Extending State Group Insurance to the Florida College System
Serving as the eyes and ears of Florida taxpayers, Florida TaxWatch annually reviews the state budget to prepare its Budget Guide, showing how hard-earned taxpayer dollars are spent. This year, consistent with a recommendation by Florida TaxWatch, line item 2923 of the 500-page General Appropriations Act appropriates $500,000 in nonrecurring funds to the Department of Management Services to contract for a comprehensive analysis to determine the fiscal impact and feasibility of extending the State Group Insurance Program (SGIP) to employees of the Florida College System.
The SGIP is the health insurance option afforded to most state employees in Florida. Like the Florida Retirement System, the SGIP is a defined benefit program, in which the employee pays a fixed amount toward the monthly premium and the state pays for the remainder. Health plans are available to cover the employees’ dependents (i.e., spouse and children) as well.
State employees working at Florida College System (FCS) institutions are currently not eligible to participate in the SGIP. Each FCS institution budgets for health insurance for its employees as part of its operating budget. Each employee is then responsible for paying the costs of health insurance for their dependents. The costs of health insurance for dependents can be significant.
In January 2022, the Legislature’s Office of Program Policy Analysis and Government Accountability (OPPAGA) released a report on the fiscal impact of extending participation in the SGIP to the 28 FCS institutions. Since the FCS is state-funded, the extension would not be a new cost, but rather a cost shift. If FCS employees were enrolled in SGIP during fiscal year 2022-23, the net (additional) expense would have ranged from $232.6 million to $316.4 million. The best-case scenario would have cost only 8.7 percent more than what is currently paid from the tight operating budgets of FCS institutions.
Utilizing data provided by Indian River State College (IRSC), Florida TaxWatch published “Extending State Group Insurance to the Florida College System” (February 2023) to look at how the status quo impacts IRSC employees. Florida TaxWatch found that high health insurance costs not only place a strain on the operational budgets of FCS institutions but also on the wallets of FCS employees. IRSC employees pay premiums ranging from $1,235 to $1,509 to enroll dependents (i.e., children and spouses) in a family plan. The egregiously high cost of enrolling dependents limits the talent pool and fuels turnover, especially among young professionals and staff members trying to provide for their families. According to the IRSC budget office, the average annual turnover rate for the college is 4.94 percent, but, when narrowed to employees ages 21-30, the turnover rate spikes to 6.56 percent.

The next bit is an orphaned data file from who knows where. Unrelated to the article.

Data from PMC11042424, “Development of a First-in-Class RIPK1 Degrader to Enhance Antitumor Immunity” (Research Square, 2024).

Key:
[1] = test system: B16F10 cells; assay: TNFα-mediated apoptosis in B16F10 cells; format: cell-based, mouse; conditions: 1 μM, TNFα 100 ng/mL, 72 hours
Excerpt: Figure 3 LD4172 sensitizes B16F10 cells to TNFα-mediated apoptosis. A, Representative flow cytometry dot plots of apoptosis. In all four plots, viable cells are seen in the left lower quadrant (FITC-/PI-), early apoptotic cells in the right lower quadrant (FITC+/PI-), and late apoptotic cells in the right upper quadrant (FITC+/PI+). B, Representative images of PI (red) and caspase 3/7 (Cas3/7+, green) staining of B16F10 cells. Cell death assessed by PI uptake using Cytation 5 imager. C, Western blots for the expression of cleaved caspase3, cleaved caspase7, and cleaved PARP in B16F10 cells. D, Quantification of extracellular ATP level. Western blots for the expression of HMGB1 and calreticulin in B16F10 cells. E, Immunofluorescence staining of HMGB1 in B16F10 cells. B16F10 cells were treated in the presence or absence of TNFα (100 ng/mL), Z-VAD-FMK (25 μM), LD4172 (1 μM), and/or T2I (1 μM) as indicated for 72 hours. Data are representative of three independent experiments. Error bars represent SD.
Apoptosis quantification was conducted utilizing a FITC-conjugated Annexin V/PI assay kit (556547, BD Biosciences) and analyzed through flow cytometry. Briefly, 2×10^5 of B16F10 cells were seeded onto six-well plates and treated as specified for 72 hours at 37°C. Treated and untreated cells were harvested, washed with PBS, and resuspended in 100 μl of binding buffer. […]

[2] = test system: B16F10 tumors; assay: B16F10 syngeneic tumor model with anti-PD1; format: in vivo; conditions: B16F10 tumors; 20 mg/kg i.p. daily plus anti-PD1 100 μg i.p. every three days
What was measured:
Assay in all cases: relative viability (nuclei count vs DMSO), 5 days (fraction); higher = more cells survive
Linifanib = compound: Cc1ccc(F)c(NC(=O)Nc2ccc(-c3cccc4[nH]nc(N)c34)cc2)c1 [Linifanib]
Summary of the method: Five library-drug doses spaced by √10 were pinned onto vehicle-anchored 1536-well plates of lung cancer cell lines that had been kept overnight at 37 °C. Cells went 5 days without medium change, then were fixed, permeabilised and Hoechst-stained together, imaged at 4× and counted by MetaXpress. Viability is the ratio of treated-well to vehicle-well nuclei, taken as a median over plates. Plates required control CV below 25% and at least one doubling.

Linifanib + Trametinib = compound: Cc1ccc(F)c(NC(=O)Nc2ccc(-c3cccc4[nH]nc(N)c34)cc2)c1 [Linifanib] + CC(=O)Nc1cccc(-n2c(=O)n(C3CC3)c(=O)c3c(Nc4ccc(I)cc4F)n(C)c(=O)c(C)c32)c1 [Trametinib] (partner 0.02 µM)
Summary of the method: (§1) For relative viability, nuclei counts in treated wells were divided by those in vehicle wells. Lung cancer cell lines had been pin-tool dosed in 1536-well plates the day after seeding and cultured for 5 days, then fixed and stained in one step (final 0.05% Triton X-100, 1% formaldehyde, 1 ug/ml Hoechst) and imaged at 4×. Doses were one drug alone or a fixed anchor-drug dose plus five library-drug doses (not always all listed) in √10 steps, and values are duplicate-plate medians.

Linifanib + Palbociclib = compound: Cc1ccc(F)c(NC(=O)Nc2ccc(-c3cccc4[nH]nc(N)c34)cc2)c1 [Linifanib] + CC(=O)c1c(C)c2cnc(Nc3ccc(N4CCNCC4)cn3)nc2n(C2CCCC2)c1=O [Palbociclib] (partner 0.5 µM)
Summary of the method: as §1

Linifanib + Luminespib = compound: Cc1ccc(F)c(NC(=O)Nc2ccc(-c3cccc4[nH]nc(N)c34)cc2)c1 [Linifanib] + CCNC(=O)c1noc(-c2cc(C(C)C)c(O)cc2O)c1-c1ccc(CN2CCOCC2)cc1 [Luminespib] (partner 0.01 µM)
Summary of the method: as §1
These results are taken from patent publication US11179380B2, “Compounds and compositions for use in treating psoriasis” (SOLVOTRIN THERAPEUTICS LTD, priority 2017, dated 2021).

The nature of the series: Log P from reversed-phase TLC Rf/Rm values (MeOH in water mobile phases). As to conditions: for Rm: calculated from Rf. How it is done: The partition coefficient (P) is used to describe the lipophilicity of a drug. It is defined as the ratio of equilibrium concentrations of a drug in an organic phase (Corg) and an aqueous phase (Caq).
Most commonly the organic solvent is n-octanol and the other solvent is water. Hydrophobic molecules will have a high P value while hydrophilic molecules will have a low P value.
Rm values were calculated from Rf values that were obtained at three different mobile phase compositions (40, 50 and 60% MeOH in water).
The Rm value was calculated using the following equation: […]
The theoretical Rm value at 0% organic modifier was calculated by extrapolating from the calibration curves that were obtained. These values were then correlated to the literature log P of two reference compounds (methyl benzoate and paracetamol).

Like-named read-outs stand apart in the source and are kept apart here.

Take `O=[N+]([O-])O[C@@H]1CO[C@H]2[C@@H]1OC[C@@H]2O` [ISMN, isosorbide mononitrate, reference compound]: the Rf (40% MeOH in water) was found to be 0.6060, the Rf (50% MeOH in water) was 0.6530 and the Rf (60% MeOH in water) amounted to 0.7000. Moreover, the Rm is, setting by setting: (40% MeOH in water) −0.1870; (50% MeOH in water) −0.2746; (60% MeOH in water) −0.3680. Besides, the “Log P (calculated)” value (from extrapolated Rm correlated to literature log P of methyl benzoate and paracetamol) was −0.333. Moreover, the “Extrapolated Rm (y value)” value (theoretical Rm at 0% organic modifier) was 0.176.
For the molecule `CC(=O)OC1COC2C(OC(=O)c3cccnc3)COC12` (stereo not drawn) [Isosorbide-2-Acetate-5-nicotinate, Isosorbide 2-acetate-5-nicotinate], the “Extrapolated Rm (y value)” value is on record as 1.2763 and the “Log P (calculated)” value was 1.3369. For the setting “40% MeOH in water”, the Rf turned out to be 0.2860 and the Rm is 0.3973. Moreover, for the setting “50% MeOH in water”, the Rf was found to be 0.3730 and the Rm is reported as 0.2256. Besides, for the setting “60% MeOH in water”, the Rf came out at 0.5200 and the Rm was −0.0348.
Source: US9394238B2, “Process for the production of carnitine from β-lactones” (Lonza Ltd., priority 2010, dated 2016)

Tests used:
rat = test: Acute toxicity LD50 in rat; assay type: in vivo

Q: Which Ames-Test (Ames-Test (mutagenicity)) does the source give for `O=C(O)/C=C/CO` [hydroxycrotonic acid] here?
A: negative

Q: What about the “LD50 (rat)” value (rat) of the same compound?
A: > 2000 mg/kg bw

The FCS is critical to Florida’s continued economic growth and diversification, responsible for upskilling and reskilling thousands of workers each year. Florida TaxWatch commends the Florida Legislature for listening to OPPAGA and Florida TaxWatch, and for thoughtfully considering extending participation in the SGIP to employees of FCS institutions. As the Department of Management Services procures a vendor for the new study, Florida TaxWatch recommends that the contracted scope and methodology include the following:
- An updated analysis of the cost extending participation in the SGIP to FCS institutions, compared to the status quo;
- Any potential savings to FCS employees as a result of increased actuarial values and reduced premiums paid for dependent coverage; and
- Influences upon FCS employment patterns, such as turnover rates or employee demographics.